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We have no idea how loudly we speak or the impact it makes on others when we call out to friends across a room.>

Especially the all too often thing I hear from say Texans - yelling "Do you speak English" - no Pardon me, no excuse me but just blurting out
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Apr 27th, 2015, 01:06 PM
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Additionally do not touch the merchandise.

Also it is impossible to say hello to everyone in places like Galeries Lafayette but do give the secret handshake for help in a particular department.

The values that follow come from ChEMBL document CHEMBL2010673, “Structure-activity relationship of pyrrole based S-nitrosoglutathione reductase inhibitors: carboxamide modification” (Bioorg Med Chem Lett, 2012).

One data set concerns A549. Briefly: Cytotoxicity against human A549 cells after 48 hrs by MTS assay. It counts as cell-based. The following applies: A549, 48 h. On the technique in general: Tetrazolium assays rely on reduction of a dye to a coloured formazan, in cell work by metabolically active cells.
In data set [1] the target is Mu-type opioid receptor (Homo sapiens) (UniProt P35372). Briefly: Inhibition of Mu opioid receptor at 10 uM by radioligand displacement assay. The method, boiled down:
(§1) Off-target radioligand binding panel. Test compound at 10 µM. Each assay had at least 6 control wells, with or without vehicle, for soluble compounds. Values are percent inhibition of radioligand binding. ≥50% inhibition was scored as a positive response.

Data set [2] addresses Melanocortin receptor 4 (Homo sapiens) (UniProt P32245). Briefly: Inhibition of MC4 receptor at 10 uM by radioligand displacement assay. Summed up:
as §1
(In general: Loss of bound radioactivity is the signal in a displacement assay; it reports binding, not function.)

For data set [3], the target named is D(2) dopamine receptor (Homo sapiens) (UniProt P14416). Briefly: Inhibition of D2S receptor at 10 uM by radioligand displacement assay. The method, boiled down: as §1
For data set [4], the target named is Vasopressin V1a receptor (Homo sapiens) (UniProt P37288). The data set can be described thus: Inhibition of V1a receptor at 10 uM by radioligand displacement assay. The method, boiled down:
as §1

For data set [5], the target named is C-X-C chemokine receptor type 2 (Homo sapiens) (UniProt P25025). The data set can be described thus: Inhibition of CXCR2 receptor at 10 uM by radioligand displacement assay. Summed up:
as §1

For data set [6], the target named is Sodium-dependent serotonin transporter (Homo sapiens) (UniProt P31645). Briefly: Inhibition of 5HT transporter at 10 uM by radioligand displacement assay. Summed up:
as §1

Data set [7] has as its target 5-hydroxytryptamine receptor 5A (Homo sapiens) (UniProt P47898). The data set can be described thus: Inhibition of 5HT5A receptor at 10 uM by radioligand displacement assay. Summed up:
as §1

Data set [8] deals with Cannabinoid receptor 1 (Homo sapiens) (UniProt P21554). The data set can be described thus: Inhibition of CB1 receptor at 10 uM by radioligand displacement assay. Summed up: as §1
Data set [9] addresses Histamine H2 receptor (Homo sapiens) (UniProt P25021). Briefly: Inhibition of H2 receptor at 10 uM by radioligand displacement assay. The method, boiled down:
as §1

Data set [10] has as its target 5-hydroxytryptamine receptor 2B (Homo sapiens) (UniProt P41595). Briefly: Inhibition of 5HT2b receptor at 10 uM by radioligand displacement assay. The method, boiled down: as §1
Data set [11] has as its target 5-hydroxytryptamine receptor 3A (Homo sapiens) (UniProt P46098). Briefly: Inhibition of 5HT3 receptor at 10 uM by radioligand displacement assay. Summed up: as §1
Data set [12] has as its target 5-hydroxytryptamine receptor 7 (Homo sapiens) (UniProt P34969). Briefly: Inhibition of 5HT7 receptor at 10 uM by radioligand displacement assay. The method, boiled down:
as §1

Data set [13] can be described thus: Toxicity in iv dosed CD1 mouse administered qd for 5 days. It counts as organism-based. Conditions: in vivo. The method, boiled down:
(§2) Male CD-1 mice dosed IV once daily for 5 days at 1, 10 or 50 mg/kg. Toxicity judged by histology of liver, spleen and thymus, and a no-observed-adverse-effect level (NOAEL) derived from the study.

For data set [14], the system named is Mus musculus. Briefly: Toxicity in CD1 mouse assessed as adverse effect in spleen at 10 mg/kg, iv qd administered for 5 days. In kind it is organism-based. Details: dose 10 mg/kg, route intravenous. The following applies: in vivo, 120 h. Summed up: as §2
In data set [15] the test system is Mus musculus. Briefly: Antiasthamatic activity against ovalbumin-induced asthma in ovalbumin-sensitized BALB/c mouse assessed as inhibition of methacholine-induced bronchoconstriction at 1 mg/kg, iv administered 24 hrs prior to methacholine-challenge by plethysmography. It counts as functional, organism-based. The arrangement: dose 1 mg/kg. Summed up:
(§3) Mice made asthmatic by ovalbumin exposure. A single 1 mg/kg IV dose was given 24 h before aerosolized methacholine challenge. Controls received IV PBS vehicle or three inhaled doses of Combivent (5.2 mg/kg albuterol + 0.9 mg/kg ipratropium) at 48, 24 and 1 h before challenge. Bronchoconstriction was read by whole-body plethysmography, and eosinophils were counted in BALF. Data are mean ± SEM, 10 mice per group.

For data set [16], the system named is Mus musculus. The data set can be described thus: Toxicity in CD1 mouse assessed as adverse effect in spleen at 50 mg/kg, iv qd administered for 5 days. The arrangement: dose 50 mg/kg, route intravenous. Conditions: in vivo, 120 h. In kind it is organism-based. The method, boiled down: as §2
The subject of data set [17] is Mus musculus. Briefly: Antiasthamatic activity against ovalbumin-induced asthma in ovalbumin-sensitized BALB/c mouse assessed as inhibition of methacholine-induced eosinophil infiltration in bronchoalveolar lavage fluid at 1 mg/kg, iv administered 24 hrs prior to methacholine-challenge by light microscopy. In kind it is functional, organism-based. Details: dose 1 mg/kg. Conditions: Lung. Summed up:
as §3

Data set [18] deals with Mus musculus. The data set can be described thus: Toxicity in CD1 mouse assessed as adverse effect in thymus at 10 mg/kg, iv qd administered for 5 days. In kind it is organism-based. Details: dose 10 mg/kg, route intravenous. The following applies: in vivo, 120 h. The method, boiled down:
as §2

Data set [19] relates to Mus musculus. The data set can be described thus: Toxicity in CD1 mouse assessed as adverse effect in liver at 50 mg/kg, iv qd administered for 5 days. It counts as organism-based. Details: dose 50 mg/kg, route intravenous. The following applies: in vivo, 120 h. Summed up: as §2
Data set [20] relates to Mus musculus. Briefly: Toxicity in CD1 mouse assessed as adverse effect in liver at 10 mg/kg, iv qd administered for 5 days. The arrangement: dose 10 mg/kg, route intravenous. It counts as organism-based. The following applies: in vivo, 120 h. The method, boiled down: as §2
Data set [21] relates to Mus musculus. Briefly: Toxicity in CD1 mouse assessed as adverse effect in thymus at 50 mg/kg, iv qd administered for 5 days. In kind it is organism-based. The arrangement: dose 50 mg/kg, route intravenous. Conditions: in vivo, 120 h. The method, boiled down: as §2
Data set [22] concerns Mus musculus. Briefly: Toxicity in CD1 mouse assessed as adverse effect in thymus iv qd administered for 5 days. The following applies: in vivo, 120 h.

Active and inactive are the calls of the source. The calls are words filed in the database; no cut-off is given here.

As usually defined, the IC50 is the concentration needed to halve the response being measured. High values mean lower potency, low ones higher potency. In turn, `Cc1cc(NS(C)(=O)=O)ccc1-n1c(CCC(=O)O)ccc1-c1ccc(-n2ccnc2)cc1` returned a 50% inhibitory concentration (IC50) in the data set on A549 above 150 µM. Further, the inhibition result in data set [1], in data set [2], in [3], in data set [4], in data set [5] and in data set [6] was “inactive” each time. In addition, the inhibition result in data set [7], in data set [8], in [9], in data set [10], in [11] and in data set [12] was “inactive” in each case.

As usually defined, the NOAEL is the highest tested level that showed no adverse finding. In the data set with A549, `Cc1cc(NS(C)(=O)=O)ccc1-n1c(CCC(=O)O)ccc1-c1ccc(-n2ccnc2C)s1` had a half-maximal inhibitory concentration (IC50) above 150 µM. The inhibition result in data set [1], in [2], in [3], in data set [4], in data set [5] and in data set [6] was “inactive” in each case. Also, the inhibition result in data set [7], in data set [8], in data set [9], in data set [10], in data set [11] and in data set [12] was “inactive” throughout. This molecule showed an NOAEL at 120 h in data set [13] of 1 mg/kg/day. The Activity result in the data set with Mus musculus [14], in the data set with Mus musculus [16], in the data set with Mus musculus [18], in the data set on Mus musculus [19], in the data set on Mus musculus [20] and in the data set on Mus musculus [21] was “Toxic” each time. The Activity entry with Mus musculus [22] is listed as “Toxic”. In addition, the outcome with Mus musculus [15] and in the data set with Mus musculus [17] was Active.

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Apr 27th, 2015, 01:19 PM
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It is uncouth and impolite to yell, in any language.

"Bonjour, Madame" is the correct way to address a female over the age of 18. "Bonjour, Monsieur" - ditto, for a male.
Both should be stated in a normal tone of voice.

"Au revoir, Madame/Monsieur" is also correct, when departing.
This is the equivalent of saying "Good bye, Sir", instead of just "Bye".
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Apr 27th, 2015, 01:19 PM
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"it used to be bonjour madame or bonjour monsieur and anything esle would have been uncouth - she is an older person."
She is right. It is still the case with little kids : they are taught to say bonjour madame or bonjour monsieur (and soon forget when they grow up .
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Apr 27th, 2015, 02:07 PM
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Is it okay to drop the "Bonjour" and just nod, followed by "Madame" or "Monsieur"?